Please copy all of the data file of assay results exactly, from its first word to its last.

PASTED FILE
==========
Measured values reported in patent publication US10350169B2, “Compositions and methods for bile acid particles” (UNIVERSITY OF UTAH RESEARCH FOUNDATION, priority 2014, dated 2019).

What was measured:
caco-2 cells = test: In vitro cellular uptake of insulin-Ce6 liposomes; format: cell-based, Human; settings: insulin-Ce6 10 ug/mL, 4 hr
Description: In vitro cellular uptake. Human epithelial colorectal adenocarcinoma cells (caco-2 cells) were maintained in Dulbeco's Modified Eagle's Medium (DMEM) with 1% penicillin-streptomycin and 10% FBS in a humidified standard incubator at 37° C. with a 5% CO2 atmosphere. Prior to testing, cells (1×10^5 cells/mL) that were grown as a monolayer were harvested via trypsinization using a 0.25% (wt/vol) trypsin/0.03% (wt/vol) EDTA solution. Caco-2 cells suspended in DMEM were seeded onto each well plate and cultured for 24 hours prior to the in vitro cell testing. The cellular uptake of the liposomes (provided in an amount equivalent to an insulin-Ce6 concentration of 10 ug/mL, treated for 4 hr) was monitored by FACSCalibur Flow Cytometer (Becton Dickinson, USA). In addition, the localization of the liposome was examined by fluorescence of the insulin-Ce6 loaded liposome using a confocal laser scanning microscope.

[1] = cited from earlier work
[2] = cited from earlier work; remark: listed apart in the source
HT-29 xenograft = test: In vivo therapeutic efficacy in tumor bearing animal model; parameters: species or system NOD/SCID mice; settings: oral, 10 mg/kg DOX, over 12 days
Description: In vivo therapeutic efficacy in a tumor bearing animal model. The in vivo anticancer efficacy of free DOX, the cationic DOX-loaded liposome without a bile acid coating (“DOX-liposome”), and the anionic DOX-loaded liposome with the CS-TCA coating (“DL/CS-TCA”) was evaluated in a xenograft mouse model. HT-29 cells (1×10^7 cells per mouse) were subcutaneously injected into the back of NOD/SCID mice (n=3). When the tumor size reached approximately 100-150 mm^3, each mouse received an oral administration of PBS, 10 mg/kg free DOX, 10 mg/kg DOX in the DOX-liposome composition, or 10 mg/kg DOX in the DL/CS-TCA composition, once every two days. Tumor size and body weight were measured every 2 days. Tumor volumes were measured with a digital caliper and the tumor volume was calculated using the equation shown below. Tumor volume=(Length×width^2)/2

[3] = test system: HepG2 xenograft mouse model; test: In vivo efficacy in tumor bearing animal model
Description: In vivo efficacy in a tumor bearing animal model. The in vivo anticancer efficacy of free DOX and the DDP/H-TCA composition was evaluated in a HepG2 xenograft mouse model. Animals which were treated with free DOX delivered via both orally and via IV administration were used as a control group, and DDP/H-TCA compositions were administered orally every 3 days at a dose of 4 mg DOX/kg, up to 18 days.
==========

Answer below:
Measured values reported in patent publication US10350169B2, “Compositions and methods for bile acid particles” (UNIVERSITY OF UTAH RESEARCH FOUNDATION, priority 2014, dated 2019).

What was measured:
caco-2 cells = test: In vitro cellular uptake of insulin-Ce6 liposomes; format: cell-based, Human; settings: insulin-Ce6 10 ug/mL, 4 hr
Description: In vitro cellular uptake. Human epithelial colorectal adenocarcinoma cells (caco-2 cells) were maintained in Dulbeco's Modified Eagle's Medium (DMEM) with 1% penicillin-streptomycin and 10% FBS in a humidified standard incubator at 37° C. with a 5% CO2 atmosphere. Prior to testing, cells (1×10^5 cells/mL) that were grown as a monolayer were harvested via trypsinization using a 0.25% (wt/vol) trypsin/0.03% (wt/vol) EDTA solution. Caco-2 cells suspended in DMEM were seeded onto each well plate and cultured for 24 hours prior to the in vitro cell testing. The cellular uptake of the liposomes (provided in an amount equivalent to an insulin-Ce6 concentration of 10 ug/mL, treated for 4 hr) was monitored by FACSCalibur Flow Cytometer (Becton Dickinson, USA). In addition, the localization of the liposome was examined by fluorescence of the insulin-Ce6 loaded liposome using a confocal laser scanning microscope.

[1] = cited from earlier work
[2] = cited from earlier work; remark: listed apart in the source
HT-29 xenograft = test: In vivo therapeutic efficacy in tumor bearing animal model; parameters: species or system NOD/SCID mice; settings: oral, 10 mg/kg DOX, over 12 days
Description: In vivo therapeutic efficacy in a tumor bearing animal model. The in vivo anticancer efficacy of free DOX, the cationic DOX-loaded liposome without a bile acid coating (“DOX-liposome”), and the anionic DOX-loaded liposome with the CS-TCA coating (“DL/CS-TCA”) was evaluated in a xenograft mouse model. HT-29 cells (1×10^7 cells per mouse) were subcutaneously injected into the back of NOD/SCID mice (n=3). When the tumor size reached approximately 100-150 mm^3, each mouse received an oral administration of PBS, 10 mg/kg free DOX, 10 mg/kg DOX in the DOX-liposome composition, or 10 mg/kg DOX in the DL/CS-TCA composition, once every two days. Tumor size and body weight were measured every 2 days. Tumor volumes were measured with a digital caliper and the tumor volume was calculated using the equation shown below. Tumor volume=(Length×width^2)/2

[3] = test system: HepG2 xenograft mouse model; test: In vivo efficacy in tumor bearing animal model
Description: In vivo efficacy in a tumor bearing animal model. The in vivo anticancer efficacy of free DOX and the DDP/H-TCA composition was evaluated in a HepG2 xenograft mouse model. Animals which were treated with free DOX delivered via both orally and via IV administration were used as a control group, and DDP/H-TCA compositions were administered orally every 3 days at a dose of 4 mg DOX/kg, up to 18 days.